Illinois State running back James Robinson runs a drill at the NFL football scouting combine in Indianapolis, on Feb. 28, 2020. Relative unknown James Robinson has a chance to make NFL history Sunday, Sept. 13, 2020. (AP Photo/Charlie Neibergall)
Illinois State running back James Robinson runs a drill at the NFL football scouting combine in Indianapolis, on Feb. 28, 2020. Relative unknown James Robinson has a chance to make NFL history Sunday, Sept. 13, 2020. (AP Photo/Charlie Neibergall)
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JACKSONVILLE, Fla. (AP) — Relative unknown James Robinson has a chance to make NFL history Sunday.

If Robinson starts for Jacksonville against Indianapolis, as expected, he would become the fourth undrafted rookie running back to do so in a season opener since the AFL-NFL merger in 1970 and the first in the last 30 years.

If he runs for 45 yards, he would break the record for the most by an undrafted rookie in Week 1.

Either way, don’t expect much reaction from the former Illinois State standout. He’s the quietest guy in Jacksonville’s locker room and among the least talkative in years.

“I feel good about him,” offensive coordinator Jay Gruden said. “I’m excited to watch him play and I know he’s excited. He won’t show it, though. I haven’t seen him smile but twice the whole time he’s been here. He’s a very focused guy and I think he’ll be ready. I know he’ll be ready.”

Robinson became Jacksonville’s featured back over the last two weeks, getting to the top of the depth chart after the team waived three-year starter Leonard Fournette and then lost backups Ryquell Armstead (COVID-19) and Devine Ozigbo (hamstring).

Truth is, the 5-foot-9, 220-pound Robinson looked as good, if not better, than any of them in training camp.

His emergence was the main reason general manager Dave Caldwell and coach Doug Marrone believed they could seamlessly move on from Fournette, who had been a disappointment on and off the field for most of three seasons.

Robinson’s vision, cutting ability, burst and blocking turned heads from Day 1. His pass protection caught Marrone’s eye, and his professionalism and demeanor really sucked the coach in. His approach was the opposite of Fournette’s playful attitude.

“You watch the way someone goes about their business and James is all football,” Marrone said. “He’s really a man of few words, doesn’t really say much, but really picked things up quickly, really had a good feel. So now you start saying, ’Do I think he’s better than …” You know what I’m saying?”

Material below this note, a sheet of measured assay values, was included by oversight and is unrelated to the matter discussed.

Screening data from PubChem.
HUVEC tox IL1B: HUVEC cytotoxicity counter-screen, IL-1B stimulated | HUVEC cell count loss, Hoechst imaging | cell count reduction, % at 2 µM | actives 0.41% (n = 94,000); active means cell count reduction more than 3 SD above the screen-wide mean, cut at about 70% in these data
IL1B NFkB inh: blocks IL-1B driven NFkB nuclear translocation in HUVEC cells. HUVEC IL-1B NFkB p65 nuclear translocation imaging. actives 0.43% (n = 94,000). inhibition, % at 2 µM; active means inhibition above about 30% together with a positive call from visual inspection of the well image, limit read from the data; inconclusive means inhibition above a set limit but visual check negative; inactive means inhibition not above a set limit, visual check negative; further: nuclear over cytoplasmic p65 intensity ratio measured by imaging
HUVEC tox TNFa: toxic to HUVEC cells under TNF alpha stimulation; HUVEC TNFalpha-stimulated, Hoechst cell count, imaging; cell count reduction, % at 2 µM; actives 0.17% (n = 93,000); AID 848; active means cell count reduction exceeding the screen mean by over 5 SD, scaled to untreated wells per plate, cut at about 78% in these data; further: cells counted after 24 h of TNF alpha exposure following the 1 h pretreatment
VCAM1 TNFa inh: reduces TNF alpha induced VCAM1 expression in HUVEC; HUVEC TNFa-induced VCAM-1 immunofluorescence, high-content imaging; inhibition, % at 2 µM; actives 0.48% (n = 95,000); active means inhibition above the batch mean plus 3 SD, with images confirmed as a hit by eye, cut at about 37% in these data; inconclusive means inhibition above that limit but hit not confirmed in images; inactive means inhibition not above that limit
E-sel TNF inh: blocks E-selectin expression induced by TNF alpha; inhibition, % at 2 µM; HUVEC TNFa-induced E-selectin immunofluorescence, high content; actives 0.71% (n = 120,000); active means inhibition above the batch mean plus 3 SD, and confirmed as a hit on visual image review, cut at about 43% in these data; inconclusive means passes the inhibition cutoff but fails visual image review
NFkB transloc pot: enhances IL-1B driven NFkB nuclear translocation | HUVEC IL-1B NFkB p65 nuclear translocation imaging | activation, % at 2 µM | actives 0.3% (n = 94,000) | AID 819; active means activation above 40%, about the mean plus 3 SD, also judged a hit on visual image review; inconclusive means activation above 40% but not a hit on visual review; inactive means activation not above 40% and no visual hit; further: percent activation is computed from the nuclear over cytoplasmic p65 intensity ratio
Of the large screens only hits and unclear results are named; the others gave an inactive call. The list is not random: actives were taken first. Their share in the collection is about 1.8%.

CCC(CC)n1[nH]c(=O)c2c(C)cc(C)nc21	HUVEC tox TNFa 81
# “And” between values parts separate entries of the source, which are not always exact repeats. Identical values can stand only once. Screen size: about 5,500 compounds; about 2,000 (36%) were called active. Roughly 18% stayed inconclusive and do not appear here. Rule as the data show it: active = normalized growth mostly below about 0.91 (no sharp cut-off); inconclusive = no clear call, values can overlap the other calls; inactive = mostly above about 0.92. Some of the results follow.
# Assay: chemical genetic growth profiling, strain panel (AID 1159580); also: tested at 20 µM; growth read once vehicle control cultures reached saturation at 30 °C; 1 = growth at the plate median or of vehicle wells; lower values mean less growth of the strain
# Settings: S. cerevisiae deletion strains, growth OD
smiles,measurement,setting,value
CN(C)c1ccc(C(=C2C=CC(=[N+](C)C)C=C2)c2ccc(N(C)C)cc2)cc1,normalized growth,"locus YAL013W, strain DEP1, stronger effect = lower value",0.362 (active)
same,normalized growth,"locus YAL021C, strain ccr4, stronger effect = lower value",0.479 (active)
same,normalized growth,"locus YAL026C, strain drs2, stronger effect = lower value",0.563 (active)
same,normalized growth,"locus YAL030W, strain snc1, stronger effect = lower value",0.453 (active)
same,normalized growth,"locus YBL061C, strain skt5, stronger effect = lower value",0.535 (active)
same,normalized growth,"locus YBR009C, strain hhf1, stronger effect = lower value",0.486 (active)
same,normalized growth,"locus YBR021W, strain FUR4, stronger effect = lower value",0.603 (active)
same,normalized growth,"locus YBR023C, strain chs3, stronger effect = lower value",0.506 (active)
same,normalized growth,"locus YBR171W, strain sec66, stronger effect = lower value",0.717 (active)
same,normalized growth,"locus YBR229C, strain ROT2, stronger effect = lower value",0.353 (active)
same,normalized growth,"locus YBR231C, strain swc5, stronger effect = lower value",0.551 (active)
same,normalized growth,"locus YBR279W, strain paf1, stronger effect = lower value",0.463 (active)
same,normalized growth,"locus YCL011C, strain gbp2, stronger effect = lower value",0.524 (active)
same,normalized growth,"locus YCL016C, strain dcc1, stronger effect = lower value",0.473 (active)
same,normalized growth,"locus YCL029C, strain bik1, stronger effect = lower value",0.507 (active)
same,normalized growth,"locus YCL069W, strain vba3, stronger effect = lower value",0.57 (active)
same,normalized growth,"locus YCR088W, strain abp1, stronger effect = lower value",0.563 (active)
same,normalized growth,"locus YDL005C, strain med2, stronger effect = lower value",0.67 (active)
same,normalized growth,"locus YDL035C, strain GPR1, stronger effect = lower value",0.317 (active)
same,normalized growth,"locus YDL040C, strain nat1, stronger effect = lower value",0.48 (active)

Marrone was so intrigued that he took a deep dive — an oddity during camp — into Robinson’s college tape. Marrone watched every Illinois State game from 2019, when Robinson ran 364 times for 1,899 yards and 18 touchdowns.

The senior notched eight games with at least 100 yards and topped 200 yards twice in the Football Championship Subdivision playoffs. He had a school-record 297 yards on the ground in a first-round victory at Southeast Missouri and finished the season ranked second in the FCS in rushing yards.

Jaguars college scouts took notice then and then saw him hold his own at the NFL combine. A slower-than-expected time in the 40-yard dash likely prevented him from getting drafted. Jacksonville and San Francisco were the only teams that contacted Robinson after the draft to offer him a free agent deal.

He decided to sign with Jacksonville and simply went to work.

“Obviously, when I didn’t get drafted, it was sad for all of us,” Robinson said. “I think, for me, it was more of just trying to do something to help out my family and show that I wasn’t going to let me not getting drafted bring me down.”

He quickly showed he belong — on the team and in a starting role.

Teammates raved about his talent and his work ethic. They also marveled at his ability to remain socially distant in the huddle, in meeting rooms and in the locker room.

“I think I heard him talk today for the first time,” defensive end Josh Allen said. “He was on the phone and I was like, ‘That’s what his voice sounds like.’ I know he smiles a lot. I try to talk crap to him out there and he just smiles and laughs.

“I can’t wait to see him play because he’s done a lot of good things.”

He could do more against the Colts. Just starting would put him in rare company. Tampa Bay’s Bruce Perkins and Seattle’s Derek Loville were the last to accomplish the feat, doing so in 1990. Before that, it was Doug Kotar in 1974 for the New York Giants.

There have been plenty of undrafted running backs go on to have stellar NFL careers, most notably Priest Holmes in Kansas City and Arian Foster in Houston. More recently, Denver’s Phillip Lindsay made the Pro Bowl as an undrafted rookie in 2018.

But none of those three started Week 1 of Year 1. Robinson could do that and more.

“He’s kind of a quiet guy, but man, he’s a great guy,” quarterback Gardner Minshew said. “He’s gained all the respect of all the older guys because he came him, knew his stuff, took the responsibility that he had and proved that he’s deserved it.

“We keep giving him more, and I think everybody on the team is very excited for him and the opportunity he has.”

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